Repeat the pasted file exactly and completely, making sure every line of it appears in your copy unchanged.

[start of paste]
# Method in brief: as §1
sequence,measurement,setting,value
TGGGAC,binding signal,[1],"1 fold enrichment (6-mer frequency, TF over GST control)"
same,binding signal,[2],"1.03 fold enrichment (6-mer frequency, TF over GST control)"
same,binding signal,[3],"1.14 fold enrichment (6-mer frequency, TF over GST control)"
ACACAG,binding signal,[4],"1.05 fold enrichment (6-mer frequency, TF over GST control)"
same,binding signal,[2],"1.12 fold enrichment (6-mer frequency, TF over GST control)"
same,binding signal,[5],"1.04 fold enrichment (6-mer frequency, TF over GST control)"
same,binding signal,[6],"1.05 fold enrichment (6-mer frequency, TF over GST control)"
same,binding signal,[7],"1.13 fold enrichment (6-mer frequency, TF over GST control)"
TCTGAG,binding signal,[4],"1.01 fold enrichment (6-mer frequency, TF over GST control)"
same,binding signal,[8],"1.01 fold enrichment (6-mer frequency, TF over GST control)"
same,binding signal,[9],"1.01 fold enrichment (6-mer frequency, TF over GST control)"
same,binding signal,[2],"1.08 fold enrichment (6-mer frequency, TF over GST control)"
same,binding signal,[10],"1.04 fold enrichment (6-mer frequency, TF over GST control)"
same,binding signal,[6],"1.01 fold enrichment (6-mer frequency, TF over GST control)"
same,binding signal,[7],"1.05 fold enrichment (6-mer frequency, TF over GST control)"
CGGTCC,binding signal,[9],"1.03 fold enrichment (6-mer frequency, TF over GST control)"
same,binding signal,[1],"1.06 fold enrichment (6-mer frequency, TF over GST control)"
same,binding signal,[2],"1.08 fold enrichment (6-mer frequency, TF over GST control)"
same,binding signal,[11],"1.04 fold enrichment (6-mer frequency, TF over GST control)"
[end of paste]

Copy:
# Method in brief: as §1
sequence,measurement,setting,value
TGGGAC,binding signal,[1],"1 fold enrichment (6-mer frequency, TF over GST control)"
same,binding signal,[2],"1.03 fold enrichment (6-mer frequency, TF over GST control)"
same,binding signal,[3],"1.14 fold enrichment (6-mer frequency, TF over GST control)"
ACACAG,binding signal,[4],"1.05 fold enrichment (6-mer frequency, TF over GST control)"
same,binding signal,[2],"1.12 fold enrichment (6-mer frequency, TF over GST control)"
same,binding signal,[5],"1.04 fold enrichment (6-mer frequency, TF over GST control)"
same,binding signal,[6],"1.05 fold enrichment (6-mer frequency, TF over GST control)"
same,binding signal,[7],"1.13 fold enrichment (6-mer frequency, TF over GST control)"
TCTGAG,binding signal,[4],"1.01 fold enrichment (6-mer frequency, TF over GST control)"
same,binding signal,[8],"1.01 fold enrichment (6-mer frequency, TF over GST control)"
same,binding signal,[9],"1.01 fold enrichment (6-mer frequency, TF over GST control)"
same,binding signal,[2],"1.08 fold enrichment (6-mer frequency, TF over GST control)"
same,binding signal,[10],"1.04 fold enrichment (6-mer frequency, TF over GST control)"
same,binding signal,[6],"1.01 fold enrichment (6-mer frequency, TF over GST control)"
same,binding signal,[7],"1.05 fold enrichment (6-mer frequency, TF over GST control)"
CGGTCC,binding signal,[9],"1.03 fold enrichment (6-mer frequency, TF over GST control)"
same,binding signal,[1],"1.06 fold enrichment (6-mer frequency, TF over GST control)"
same,binding signal,[2],"1.08 fold enrichment (6-mer frequency, TF over GST control)"
same,binding signal,[11],"1.04 fold enrichment (6-mer frequency, TF over GST control)"